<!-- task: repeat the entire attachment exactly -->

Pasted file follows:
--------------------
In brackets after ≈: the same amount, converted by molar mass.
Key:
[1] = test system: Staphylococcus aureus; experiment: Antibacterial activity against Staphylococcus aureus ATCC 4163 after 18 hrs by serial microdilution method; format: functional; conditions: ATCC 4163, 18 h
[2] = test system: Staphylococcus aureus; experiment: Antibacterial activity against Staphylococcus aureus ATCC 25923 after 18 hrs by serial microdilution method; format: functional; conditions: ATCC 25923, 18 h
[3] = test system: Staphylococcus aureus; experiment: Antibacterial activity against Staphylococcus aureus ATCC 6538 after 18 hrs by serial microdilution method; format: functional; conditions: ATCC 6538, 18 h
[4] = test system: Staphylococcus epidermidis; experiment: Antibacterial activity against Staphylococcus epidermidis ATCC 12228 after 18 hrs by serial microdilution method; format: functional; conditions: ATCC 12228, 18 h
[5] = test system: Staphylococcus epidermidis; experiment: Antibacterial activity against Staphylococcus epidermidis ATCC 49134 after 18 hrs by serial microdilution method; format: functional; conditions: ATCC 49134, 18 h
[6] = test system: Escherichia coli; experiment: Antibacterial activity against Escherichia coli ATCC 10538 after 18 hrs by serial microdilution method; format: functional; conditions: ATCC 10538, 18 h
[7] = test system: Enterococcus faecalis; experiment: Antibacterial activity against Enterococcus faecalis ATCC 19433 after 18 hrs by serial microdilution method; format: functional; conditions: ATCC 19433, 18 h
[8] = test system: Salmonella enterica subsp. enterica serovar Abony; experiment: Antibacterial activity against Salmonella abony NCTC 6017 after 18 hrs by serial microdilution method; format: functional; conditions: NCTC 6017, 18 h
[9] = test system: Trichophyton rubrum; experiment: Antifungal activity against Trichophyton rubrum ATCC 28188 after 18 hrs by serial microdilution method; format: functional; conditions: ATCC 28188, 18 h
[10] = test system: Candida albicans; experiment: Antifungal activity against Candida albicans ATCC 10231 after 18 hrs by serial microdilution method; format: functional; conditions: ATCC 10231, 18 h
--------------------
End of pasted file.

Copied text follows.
In brackets after ≈: the same amount, converted by molar mass.
Key:
[1] = test system: Staphylococcus aureus; experiment: Antibacterial activity against Staphylococcus aureus ATCC 4163 after 18 hrs by serial microdilution method; format: functional; conditions: ATCC 4163, 18 h
[2] = test system: Staphylococcus aureus; experiment: Antibacterial activity against Staphylococcus aureus ATCC 25923 after 18 hrs by serial microdilution method; format: functional; conditions: ATCC 25923, 18 h
[3] = test system: Staphylococcus aureus; experiment: Antibacterial activity against Staphylococcus aureus ATCC 6538 after 18 hrs by serial microdilution method; format: functional; conditions: ATCC 6538, 18 h
[4] = test system: Staphylococcus epidermidis; experiment: Antibacterial activity against Staphylococcus epidermidis ATCC 12228 after 18 hrs by serial microdilution method; format: functional; conditions: ATCC 12228, 18 h
[5] = test system: Staphylococcus epidermidis; experiment: Antibacterial activity against Staphylococcus epidermidis ATCC 49134 after 18 hrs by serial microdilution method; format: functional; conditions: ATCC 49134, 18 h
[6] = test system: Escherichia coli; experiment: Antibacterial activity against Escherichia coli ATCC 10538 after 18 hrs by serial microdilution method; format: functional; conditions: ATCC 10538, 18 h
[7] = test system: Enterococcus faecalis; experiment: Antibacterial activity against Enterococcus faecalis ATCC 19433 after 18 hrs by serial microdilution method; format: functional; conditions: ATCC 19433, 18 h
[8] = test system: Salmonella enterica subsp. enterica serovar Abony; experiment: Antibacterial activity against Salmonella abony NCTC 6017 after 18 hrs by serial microdilution method; format: functional; conditions: NCTC 6017, 18 h
[9] = test system: Trichophyton rubrum; experiment: Antifungal activity against Trichophyton rubrum ATCC 28188 after 18 hrs by serial microdilution method; format: functional; conditions: ATCC 28188, 18 h
[10] = test system: Candida albicans; experiment: Antifungal activity against Candida albicans ATCC 10231 after 18 hrs by serial microdilution method; format: functional; conditions: ATCC 10231, 18 h